The Quest

The Baltimore Orioles have been in town since '54 and have had over 900 men don their uniform. My goal is to obtain a signed card of each player. If you have something I need, or see something you want, don't be shy, we can make a deal.

Collection Statistics

Total Players 877/977 = 89.25%
1991 Orioles Crown Set
Total Players 309/465 = 66.45%
Alive Players 274/369 = 74.25

Saturday, May 8, 2010

Second Time's a Charm

Bob Kuzava pitched in 10 games for the Orioles, starting in their inaugurial season of 1954 and ending in 1955. When I started my autograph collection he was one of the first players I sent to, for a few reasons.

First off, I had a card of him. It's kinda difficult to get someone's card signed when you don't have one. Sewcondly, statistics of his signing habits had him an almost lock to sign, 94% to be exact. With a few lost envelopes, incorrect addresses, insufficient postage and even forgetful seekers, 94% IS a lock. And Mr. Kuzava did sign for me, two postcards he included, not my Orioles Crown card.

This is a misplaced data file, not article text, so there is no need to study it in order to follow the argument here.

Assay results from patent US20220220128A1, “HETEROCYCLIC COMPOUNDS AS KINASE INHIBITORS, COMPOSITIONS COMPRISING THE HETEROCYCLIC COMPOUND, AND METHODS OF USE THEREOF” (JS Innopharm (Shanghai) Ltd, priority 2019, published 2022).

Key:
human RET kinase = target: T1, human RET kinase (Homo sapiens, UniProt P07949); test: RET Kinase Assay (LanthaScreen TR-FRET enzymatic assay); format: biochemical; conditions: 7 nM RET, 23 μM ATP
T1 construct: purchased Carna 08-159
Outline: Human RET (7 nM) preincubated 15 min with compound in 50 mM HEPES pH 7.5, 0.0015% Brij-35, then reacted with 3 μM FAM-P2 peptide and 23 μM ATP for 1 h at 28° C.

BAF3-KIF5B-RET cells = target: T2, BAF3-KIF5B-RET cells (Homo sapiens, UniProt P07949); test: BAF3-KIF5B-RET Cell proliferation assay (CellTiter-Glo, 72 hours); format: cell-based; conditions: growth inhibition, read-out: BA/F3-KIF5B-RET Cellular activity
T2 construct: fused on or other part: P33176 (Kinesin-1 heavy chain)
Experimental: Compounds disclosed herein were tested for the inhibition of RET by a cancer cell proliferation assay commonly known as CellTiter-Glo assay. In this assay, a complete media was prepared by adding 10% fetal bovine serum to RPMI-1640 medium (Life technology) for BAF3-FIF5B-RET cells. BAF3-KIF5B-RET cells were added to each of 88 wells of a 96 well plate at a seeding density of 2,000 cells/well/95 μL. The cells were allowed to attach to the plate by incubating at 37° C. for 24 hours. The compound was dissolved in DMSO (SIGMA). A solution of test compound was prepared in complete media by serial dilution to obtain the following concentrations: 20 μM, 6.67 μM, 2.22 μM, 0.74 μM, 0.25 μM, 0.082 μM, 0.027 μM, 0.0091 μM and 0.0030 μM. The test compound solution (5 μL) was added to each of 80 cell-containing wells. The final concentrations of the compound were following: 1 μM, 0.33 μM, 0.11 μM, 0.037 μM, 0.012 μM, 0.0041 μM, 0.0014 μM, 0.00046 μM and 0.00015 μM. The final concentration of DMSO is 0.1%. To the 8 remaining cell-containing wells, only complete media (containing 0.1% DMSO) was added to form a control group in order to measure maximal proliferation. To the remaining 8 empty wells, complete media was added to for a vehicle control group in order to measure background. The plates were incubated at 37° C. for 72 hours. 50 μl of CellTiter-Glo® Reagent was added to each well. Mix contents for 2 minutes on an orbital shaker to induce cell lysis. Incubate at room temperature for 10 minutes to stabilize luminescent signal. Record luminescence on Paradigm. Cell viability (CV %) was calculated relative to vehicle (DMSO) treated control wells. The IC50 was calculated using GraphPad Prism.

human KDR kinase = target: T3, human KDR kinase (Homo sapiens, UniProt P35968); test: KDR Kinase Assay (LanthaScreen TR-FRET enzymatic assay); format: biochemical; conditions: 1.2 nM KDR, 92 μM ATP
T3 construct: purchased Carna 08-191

I was bummed, especially when I learned a fellow collector received his Crown card signed, that same week. The postcards themselves are pretty sweet, especially the Senators one, but as I was starting out I was quite particular about my graphs.

It's hard to tell that there are stamped logo's of each team on the postcards, but rest assured, they are there. Sorry my scanner is crappy.

Last week I started pulling apart some more sheets of Crown cards, yes they are perforrated sheets, and tried my luck again. No need for a third time, my second was the charm.
Bob Kuzava 1991 Orioles Crown #251

Before Baltimore, Bob was used to winning, a lot. He was a member of three consecutive Yankee World Championship teams directly preceeding his tenure in Baltimore. His two seasons in town were as a member of seventh place teams, a slight departure to what he was used to. He started nearly have of his appearances in the bigs, totalling 99 in his career. Kind of staggering is the fact that he completed 34 of those games. His last major league action was in 1957 with the St. Louis Cardinals, but he pitched another three minor league seasons before hanging up the spikes.

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